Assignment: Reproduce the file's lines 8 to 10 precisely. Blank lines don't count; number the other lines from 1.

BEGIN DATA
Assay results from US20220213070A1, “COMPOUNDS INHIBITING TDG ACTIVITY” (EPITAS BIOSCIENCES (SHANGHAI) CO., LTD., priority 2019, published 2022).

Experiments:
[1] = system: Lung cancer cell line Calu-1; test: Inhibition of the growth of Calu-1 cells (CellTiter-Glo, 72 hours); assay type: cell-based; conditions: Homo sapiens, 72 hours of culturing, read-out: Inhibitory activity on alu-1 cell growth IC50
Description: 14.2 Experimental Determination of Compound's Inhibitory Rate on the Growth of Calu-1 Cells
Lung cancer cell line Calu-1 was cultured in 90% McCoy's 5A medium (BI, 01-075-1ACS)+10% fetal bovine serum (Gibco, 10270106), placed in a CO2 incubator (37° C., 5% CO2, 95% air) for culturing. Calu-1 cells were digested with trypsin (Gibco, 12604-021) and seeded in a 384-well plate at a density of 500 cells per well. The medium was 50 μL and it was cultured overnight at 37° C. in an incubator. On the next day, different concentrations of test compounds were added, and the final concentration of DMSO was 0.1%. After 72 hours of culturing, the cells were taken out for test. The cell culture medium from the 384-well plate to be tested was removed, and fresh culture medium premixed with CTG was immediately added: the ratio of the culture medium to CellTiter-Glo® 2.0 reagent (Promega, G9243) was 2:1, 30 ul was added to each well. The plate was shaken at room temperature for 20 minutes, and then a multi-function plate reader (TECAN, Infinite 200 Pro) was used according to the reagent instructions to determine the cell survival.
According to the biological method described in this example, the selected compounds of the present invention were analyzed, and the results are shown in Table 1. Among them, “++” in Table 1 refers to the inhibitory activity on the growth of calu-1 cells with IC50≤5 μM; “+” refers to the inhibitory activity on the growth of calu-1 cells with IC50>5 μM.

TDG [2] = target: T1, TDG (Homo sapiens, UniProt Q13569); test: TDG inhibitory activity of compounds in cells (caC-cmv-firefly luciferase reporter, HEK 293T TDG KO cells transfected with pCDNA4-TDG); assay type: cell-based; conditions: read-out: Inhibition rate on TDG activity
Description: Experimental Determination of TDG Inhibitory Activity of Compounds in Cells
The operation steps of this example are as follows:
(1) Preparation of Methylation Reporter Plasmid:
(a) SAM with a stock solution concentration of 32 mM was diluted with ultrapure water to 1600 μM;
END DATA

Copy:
Description: Experimental Determination of TDG Inhibitory Activity of Compounds in Cells
The operation steps of this example are as follows:
(1) Preparation of Methylation Reporter Plasmid: